Some people don’t invest in the stock market because, they say, one can’t predict where it will go or the value of any particular stock. I tend to agree with that, but it doesn’t keep me from investing. While I don’t pretend to be able to predict the price a stock will go to, or the market in general, I do think I can predict the likelihood of a stock within a range over a short time frame. And that’s enough to make money in the market.
For example, while I think Apple stock will go up and down during the rest of this year, I don’t think it will fall more than 10 percent in any 60-day period. In other words, if we look at the next three 60-day periods, I don’t think that the stock will fall more than 10 percent during more than one of those periods.
The fact is I don’t actually think Apple stock will fall more than 10 percent in any of those three 60-day periods because I think we have just begun to see the tablet revolution, and Apple TV devices, which have barely started to be distributed, are going to be the next big hit for the company.
“If I were a rich man’” as the song goes, I might buy 1,000 shares of Apple stock. But $600,000 is too much for me to invest in one stock, particularly one that doesn’t pay much of a dividend. Or maybe not: Apple stock has already moved up a lot based on future predictions, and I feel more confident about it not moving down than I do about it continuing to move up. So based on my prediction of statistical likelihood, I sell puts on the stock.
The last round of puts I sold on this stock were the July 530s. In other words, I was betting that the stock would not go below $530 (or I would be contractually obligated to buy 1,000 shares at that price, which, if I did, I would have sold the same day even if it were below $530 and I had to take a loss). For 10 puts I received $30,000.
It would be nice if I could keep all of that, but in fact I usually hedge my risks by buying puts at a lower price to protect me against a catastrophic loss. So here I bought 10 puts at a strike price of $515 and paid out $22,000. In fact, Apple stock went up a bit, so my profit for this 60-day period will be $8,000. My risk was limited to $7,000 (15 points less the premium).
Here are a few other predictions I am currently following in my account:
• I think Bank of America stock (BAC) will go up to over $8 a share by the end of the year. I am selling the $8 puts based on this prediction. Yes I realize that financials and banks have not done well, but the stock seems oversold to me for its potential. This is called an “in-the-money” put, which is a way to benefit if a stock goes up in price. Note that this is different from the other examples here, which are betting that stock will not go down below a certain level.
• Based on the research done by a friend who shared it with me, I have accepted his prediction that Green Mountain Coffee Roaster (GMCR) stock will not go below $20 a share. At the moment I have sold the September 20s, taking in a $2,100 premium. The stock dropped from over $90 a share down to the low 20s, and we think this is an over-reaction for a company in the coffee industry that has a good customer base.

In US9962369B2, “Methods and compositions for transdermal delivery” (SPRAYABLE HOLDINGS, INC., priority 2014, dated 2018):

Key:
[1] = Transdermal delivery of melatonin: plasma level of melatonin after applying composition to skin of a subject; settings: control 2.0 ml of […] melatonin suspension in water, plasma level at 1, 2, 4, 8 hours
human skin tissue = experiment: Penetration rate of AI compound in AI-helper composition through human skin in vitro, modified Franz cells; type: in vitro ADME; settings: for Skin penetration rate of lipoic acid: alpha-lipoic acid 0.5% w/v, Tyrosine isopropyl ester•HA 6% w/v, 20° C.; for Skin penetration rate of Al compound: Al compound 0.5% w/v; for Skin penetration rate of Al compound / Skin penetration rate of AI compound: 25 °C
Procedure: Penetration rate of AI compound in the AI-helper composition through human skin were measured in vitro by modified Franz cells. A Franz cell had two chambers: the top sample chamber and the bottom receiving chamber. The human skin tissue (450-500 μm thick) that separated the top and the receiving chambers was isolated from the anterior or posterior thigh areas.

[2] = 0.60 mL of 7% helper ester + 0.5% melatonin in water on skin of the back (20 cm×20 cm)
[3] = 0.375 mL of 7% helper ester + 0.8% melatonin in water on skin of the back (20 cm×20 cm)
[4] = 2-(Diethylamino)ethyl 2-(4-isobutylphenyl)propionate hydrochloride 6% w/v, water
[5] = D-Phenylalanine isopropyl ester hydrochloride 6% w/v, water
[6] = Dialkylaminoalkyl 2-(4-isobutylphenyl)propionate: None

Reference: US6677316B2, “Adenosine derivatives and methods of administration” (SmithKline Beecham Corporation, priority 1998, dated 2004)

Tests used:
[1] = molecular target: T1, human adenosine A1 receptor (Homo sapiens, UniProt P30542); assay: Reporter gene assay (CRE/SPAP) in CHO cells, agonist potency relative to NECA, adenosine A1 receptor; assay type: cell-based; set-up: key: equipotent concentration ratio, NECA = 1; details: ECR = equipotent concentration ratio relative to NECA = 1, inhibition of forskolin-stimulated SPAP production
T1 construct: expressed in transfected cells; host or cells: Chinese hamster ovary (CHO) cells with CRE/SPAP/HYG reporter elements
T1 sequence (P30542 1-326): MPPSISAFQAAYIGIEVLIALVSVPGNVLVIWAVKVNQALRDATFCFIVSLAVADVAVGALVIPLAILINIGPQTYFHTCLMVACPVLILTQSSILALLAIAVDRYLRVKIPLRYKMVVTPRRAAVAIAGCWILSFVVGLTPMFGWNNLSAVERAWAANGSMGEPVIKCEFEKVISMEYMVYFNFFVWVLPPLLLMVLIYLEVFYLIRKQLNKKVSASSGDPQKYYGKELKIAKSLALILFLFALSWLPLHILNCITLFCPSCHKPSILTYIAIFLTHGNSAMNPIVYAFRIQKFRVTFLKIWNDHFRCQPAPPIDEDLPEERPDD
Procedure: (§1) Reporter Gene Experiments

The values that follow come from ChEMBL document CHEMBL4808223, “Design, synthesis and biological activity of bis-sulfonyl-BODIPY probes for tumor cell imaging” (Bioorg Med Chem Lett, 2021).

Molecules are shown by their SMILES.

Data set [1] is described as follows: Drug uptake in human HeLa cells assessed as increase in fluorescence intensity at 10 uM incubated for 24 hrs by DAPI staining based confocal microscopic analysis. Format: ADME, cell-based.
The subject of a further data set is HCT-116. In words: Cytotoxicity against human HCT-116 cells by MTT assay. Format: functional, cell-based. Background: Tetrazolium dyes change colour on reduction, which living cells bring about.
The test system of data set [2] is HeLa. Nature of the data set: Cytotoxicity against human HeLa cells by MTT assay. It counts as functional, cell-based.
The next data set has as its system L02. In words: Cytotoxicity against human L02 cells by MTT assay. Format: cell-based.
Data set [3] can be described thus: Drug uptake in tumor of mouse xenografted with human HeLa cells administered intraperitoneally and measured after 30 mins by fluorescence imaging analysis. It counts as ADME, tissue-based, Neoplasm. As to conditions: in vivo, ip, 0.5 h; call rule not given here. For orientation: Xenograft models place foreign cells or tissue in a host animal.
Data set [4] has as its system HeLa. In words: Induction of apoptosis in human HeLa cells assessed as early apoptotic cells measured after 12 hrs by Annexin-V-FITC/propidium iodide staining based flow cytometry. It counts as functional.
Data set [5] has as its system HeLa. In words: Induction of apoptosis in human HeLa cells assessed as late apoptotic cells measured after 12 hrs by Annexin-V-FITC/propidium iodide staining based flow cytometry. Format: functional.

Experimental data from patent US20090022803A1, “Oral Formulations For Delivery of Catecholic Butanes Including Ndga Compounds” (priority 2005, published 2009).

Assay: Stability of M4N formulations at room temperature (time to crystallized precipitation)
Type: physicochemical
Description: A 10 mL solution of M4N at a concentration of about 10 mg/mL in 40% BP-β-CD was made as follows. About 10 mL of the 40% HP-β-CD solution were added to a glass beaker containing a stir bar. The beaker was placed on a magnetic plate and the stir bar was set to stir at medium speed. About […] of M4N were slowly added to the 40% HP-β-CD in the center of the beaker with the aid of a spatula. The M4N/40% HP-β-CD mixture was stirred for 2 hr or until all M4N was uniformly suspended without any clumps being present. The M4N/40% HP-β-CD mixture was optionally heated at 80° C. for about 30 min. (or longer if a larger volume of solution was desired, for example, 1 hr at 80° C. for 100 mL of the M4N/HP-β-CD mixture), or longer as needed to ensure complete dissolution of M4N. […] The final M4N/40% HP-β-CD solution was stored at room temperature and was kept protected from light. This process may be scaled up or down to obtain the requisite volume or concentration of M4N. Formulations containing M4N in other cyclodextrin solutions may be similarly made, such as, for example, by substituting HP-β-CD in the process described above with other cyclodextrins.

• JP Morgan (JPM) stock was hit with unexpected trading losses, and the market reacted. But when I looked at it I noticed that in spite of billion-dollar losses, current profits remain higher than the losses. So again I felt that the market overreacted. I sold the July 30 puts and took in a $1,600 premium. Since I placed that trade the stock has moved up in my favor.
• I’ve been consistently writing puts on Unilever (UN) based on my assumption that the stock will go over $35 a share. It seems like a good stock that pays a handsome dividend, and if I have to buy it that’s OK. So far my prediction has been wrong, and the stock has stayed between $33-$34 a share. But the premiums have been just about the same as the losses, so I’ve only lost a small amount during the past three quarters. I am continuing with the same prediction.
• When Walmart stock was around $58 a share it looked like a good investment, so I sold 10 puts at a strike price of $55, and bought the 45s as a hedge, taking in a net premium of about $800 due in September. Yes it appears that I made a profit, but I would have made a lot more had I just bought some of the stock. The stock has moved way up and is currently trading at around $73 a share. One of the negatives about writing puts is that you don’t participate in the big hits!
• Some of you might have noticed that all of these predictions concerned upward price movements. None of them were predictions benefiting from the likelihood of a downward movement in price. That’s true. Since the beginning of 2012 I’ve been generally bullish on the market, and felt that prices of good stocks in general will go up during the year. Also, put premiums have been greater than call premiums. But I do sell calls, based on a likelihood of a decline in price, and perhaps in my next article I can talk about that.
For information about Merv Hecht and more details on the strategies and stocks he writes about in this column, visit his website at DoubleYourYield.com.